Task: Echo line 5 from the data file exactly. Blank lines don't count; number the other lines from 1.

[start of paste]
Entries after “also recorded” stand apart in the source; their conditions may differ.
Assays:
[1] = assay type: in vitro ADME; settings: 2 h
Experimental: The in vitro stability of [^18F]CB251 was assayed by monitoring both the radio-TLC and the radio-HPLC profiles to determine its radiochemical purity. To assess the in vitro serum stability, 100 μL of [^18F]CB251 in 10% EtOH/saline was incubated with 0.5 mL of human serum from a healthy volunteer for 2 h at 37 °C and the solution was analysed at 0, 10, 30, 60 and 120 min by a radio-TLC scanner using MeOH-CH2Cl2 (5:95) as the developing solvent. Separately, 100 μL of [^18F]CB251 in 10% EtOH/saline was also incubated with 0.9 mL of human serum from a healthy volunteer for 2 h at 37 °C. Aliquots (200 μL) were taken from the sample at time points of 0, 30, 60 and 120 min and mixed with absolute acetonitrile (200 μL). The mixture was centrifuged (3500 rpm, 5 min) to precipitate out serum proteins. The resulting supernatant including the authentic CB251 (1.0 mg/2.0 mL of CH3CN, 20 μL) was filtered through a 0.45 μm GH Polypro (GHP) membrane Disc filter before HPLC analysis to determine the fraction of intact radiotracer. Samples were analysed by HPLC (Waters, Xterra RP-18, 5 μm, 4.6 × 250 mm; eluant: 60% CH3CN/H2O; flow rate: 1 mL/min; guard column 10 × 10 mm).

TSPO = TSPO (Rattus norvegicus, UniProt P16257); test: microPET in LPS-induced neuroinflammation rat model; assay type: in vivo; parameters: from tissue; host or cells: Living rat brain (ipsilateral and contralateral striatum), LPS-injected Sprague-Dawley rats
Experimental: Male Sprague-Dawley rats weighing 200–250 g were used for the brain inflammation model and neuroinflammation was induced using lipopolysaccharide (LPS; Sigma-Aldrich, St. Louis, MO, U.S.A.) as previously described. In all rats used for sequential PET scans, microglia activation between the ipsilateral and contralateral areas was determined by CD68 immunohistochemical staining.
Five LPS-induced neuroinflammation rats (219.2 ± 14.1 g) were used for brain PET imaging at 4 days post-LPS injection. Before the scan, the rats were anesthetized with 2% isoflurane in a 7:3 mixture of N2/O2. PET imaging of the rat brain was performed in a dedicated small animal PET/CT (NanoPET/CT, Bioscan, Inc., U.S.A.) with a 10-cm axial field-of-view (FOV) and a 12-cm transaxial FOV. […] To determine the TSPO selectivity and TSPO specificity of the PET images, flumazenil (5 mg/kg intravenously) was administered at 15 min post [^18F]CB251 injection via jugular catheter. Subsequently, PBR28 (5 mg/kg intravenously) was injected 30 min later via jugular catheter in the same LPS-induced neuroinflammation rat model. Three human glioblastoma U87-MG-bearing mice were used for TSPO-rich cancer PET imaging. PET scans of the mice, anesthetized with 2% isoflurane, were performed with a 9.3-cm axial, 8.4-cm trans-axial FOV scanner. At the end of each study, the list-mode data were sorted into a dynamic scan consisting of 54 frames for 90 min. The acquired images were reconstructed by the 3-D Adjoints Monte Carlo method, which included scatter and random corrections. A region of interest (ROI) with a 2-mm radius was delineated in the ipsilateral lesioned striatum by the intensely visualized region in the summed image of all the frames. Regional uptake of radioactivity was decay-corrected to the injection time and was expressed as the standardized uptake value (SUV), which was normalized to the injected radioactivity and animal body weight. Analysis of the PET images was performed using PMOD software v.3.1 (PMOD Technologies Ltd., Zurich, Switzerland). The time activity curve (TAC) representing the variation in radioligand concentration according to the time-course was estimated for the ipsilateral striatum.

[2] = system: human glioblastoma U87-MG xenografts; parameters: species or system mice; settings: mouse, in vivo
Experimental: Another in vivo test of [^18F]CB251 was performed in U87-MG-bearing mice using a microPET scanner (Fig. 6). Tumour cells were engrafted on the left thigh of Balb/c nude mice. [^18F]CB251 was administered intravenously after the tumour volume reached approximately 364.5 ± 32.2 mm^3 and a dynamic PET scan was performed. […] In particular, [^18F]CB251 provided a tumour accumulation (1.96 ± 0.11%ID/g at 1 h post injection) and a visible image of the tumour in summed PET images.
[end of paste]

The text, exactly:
TSPO = TSPO (Rattus norvegicus, UniProt P16257); test: microPET in LPS-induced neuroinflammation rat model; assay type: in vivo; parameters: from tissue; host or cells: Living rat brain (ipsilateral and contralateral striatum), LPS-injected Sprague-Dawley rats